As I stood there in the store, looking at all the toothbrushes, I felt a twinge of jealously. There are no colors starting with the letter J, which means Jon has far more color options than me.  Lime green. Teal blue. Bright red. Flashy orange. Why, I suppose he could pick a new color every single time he needs a new toothbrush!

Meanwhile, I’ve been using purple (or sometimes pink) toothbrushes most of my life. I would like a little variety from time to time. But experience has taught me the hard way, and right there on the toothbrush aisle of Walmart I realized the importance of sticking  with a system that actually works. So purple it is … because Purple = Paige.

As I reached out to pick out a purple toothbrush from the rack, I was struck with the thought that I have my mom to thank for teaching me this life lesson. She’s a wise woman who taught me many, many things  … but I bet that she never thought she would have to teach her children how to keep up with which toothbrush belonged to them!

Isn’t parenting odd like that?

You find yourself saying things to your children that you never imagined you would have to say out loud to another person.

“Of course, if you stick rocks up your nose you won’t be able to breath.”

“Plastic dishes are not oven-safe.”

“Quit brushing your hair with your toothbrush!”

As parents, we are constantly teaching our children. We train them in a myriad of ways, giving them daily lessons on a wide variety of topics, from the obviously big ones (how to manage money) to the insanely ridiculous ones (don’t share your toothbrush). We hope when our children leave us, they don’t forget the important lessons we’ve taught them over the years. It’s why I am so grateful for the assurance God gives us in the proverbs:

Train up a child in the way he should go;
Even when he is old he will not depart from it.

~Proverbs 22:6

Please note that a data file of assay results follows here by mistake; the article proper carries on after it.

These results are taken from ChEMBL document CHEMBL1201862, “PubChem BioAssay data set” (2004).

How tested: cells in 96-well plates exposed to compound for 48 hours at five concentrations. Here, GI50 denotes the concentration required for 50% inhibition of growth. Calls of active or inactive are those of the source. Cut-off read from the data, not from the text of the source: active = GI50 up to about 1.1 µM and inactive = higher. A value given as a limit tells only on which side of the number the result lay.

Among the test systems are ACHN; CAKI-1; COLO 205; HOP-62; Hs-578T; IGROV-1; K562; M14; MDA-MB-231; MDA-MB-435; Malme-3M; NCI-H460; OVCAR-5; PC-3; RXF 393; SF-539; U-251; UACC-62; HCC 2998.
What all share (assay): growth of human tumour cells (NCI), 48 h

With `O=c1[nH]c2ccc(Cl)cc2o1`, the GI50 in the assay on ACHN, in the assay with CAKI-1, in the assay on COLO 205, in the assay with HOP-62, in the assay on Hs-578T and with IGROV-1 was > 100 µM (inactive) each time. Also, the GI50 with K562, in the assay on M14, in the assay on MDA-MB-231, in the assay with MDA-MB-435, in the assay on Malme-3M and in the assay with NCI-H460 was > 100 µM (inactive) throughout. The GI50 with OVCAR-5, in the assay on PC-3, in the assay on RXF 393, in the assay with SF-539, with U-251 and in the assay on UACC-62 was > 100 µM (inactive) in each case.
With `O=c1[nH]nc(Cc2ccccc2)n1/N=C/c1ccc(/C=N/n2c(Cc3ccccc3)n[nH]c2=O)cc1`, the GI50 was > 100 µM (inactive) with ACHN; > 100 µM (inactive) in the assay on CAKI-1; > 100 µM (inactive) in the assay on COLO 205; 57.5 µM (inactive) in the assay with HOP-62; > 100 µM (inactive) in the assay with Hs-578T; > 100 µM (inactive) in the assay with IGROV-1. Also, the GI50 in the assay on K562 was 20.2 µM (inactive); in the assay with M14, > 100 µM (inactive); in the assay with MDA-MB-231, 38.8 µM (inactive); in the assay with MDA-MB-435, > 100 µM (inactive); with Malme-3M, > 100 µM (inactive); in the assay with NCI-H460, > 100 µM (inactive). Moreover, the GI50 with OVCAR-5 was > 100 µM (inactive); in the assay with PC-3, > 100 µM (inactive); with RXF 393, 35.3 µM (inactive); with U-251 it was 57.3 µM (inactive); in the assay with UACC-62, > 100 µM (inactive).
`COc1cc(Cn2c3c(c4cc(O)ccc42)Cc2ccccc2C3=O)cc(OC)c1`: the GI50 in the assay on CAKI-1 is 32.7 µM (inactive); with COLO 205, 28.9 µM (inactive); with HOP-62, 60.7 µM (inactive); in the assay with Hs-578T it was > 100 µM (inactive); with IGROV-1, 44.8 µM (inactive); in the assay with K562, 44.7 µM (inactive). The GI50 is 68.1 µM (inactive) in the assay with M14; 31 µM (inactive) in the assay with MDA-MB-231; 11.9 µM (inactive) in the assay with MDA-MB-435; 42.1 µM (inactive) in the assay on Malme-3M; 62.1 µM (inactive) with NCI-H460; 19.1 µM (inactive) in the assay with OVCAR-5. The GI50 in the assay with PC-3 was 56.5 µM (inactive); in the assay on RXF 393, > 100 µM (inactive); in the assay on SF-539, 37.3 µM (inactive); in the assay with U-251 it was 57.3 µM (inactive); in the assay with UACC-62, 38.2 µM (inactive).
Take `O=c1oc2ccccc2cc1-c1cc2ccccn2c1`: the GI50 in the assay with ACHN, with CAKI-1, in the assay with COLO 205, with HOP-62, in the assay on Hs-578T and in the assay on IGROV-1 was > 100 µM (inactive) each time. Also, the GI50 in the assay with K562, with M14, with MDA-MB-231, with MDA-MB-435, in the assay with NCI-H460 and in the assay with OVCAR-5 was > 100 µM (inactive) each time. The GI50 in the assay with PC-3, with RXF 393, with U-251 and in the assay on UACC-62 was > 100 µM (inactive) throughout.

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My oldest biological child is turning 18 tomorrow. 

Eighteen.

My word.

He’s not nearly old enough to be eighteen. Yet somehow he is … and that boggles my mind!

Anyway, I’ve been doing a lot of contemplating lately:  Have I taught my son everything he needs to know to be prepared for life? What did I forget to tell him that he absolutely has to know before he leaves for college in the fall? Does he know how to jump his car, change a flat tire, cook a fried egg, or sew on a button? Is he prepared for adulthood?

I’ve been seeing a lot on social media lately about how the millennial generation doesn’t have many of the basic life skills that previous generations had. “Adulting” classes are actually gaining popularity. It’s rather sad to me that this is a needed thing, and at the same time it causes me to stop and ponder how well I’ve done at teaching my son the skills he will need to live a successful life.

Deep down, I know the biggest life lessons I need to have taught my son are simple:

  1. Love the Lord your God with all your heart, with all your soul, with all your mind.
  2. Seek first the kingdom of God.
  3. Let the Lord direct your paths.

When he was born, I started teaching him about the Lord, and over the years I have prayed daily for him to know these truths.  I know that if he has these lessons down, if his focus is on the right things, if his faith is intact … well, then everything will turn okay, even if he doesn’t know how to sew on a button.

Although, now that I think of it, maybe I would add just one more lesson to that list: